(b. 1494, Firenze, d. 1540, Paris)

Descent from the Cross

Oil on wood, 375 x 196 cm
Cathedral, Volterra

In this work the main character is the colour, and the colour is devoted to one end: a violent and emotional expressiveness which overrides everything else, and seeks only to provoke in the spectator a thrill of horror and grief comparable with that which shattered the men and women who helped to lift Christ from the Cross and bury Him.

The drawing is not conceived as a means of describing forms, but as a means of stating ideas. The light is not a normal illumination nor even a poetic evocation: the scene is lit as if by lightning, and in the blinding flash the figures are frozen in their attitudes and even in their thoughts, while the great limp body of the dead Christ, livid green with reddish hair and beard, dangles perilously as his dead weight almost slips from the grasp of the men straining on the ladders.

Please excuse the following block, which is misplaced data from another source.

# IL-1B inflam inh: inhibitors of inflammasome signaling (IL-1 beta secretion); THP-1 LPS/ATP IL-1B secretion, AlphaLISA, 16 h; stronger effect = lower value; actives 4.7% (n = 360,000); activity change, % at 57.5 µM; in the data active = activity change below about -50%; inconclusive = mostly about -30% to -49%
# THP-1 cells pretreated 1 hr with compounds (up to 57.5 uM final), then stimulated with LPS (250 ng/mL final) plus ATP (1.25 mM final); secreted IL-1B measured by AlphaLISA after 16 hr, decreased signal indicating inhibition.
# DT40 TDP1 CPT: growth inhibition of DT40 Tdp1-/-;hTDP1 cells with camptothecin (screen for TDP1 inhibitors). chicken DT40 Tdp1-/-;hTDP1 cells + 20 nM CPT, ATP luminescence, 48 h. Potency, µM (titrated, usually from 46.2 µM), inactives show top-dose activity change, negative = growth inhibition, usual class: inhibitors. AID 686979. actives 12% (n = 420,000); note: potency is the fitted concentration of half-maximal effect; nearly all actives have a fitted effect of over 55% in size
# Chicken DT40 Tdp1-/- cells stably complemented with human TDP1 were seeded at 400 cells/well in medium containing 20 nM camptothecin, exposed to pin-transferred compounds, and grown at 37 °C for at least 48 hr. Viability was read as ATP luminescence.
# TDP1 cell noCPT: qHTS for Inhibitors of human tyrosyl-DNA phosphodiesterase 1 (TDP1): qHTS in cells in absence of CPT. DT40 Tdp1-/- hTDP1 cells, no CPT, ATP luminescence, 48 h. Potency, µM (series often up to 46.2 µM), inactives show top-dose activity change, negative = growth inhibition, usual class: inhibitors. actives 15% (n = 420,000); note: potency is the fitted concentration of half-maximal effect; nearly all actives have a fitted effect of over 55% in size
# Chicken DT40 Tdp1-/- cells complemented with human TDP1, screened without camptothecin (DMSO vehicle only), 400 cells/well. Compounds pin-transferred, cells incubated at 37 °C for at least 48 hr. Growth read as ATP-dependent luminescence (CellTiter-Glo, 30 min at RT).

Rosso too acknowledges, as the Pontormo Deposition does, Michelangelo's Roman Pietà, but the Christ of the Deposition is far more closely connected with a drawing for a Pietà which Michelangelo made about 1519-20, and which haunted Rosso to the end of his life.